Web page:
tudor ice company

tudor ice company

There’s a new ice game in town. Dubbed Tudor Ice Company, the startup takes its name from Frederic Tudor, the enterprising gent who began harvesting ice from New England ponds and lakes back in 1806 and shipping it around the world. In this case, Tudor Ice Company is taking municipal tap water and purifying it via a nine-step process, which results in extra pure ice that won’t alter your drink in any way. Except to keep it cold.

And rather than freezing massive blocks, the company is filling single-use plastic packs shaped like cubes and collins spears. These are then shipped at room temperature and frozen by the recipient. Which is interesting. But our first thought: this creates a lot of packaging waste. To that, founder Nestor Villalobos responded candidly.

“The packaging waste is absolutely a concern. The plastic IS recyclable but only with certain plastics. We are working with our distributor partners to create a reclamation program which allows them to get used units back from high-volume places like restaurants and bars. We are also going to create an at-home program with the same concept. We are also working with our materials supplier to figure out ways we can make it 100% recyclable just like existing plastic materials. However, since this is an entirely new method of packaging, doing so will take time and resources.”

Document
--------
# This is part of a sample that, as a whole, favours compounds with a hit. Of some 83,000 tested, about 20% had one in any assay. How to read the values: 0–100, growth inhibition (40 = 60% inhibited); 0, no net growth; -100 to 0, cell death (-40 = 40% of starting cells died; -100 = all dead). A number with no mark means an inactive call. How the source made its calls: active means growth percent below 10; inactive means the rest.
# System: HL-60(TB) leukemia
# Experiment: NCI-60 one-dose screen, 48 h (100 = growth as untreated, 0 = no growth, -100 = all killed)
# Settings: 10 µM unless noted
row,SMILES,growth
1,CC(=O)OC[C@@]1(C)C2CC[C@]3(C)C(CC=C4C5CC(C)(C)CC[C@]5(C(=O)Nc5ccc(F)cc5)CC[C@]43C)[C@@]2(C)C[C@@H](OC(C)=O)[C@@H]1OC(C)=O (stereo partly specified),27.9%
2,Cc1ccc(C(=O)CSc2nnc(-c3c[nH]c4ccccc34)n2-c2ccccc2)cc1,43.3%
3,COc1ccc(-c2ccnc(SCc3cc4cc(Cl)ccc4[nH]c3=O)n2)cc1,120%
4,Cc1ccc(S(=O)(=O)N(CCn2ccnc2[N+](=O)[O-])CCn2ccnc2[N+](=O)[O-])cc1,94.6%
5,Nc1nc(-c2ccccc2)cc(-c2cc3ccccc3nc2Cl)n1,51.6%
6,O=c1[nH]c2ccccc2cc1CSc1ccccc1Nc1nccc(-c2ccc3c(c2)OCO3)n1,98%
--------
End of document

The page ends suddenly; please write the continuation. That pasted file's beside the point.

tudor ice block

In regards to the actual ice, it melts 60% slower than traditional ice due to its size, shape and density, and because there is virtually no air inside the water. Just one cube is reported to last for several drinks. It has no taste or smell because of that purification process. And because of the single-use packaging, there’s no risk of contamination, as the ice is never touched by human hands. Which is good, since a recent study found that one in four restaurant ice bins tested were, in fact, contaminated with things you really don’t want in your ice bins.

It will be interesting to see how bars, restaurants and at-home consumers respond to the idea. But if their just-launched Kickstarter is any indication, then people are responding favorably–they reached their goal in just 24 hours. The campaign runs through November 20th, so if you want to contribute and pre-order some ice, there’s still time.


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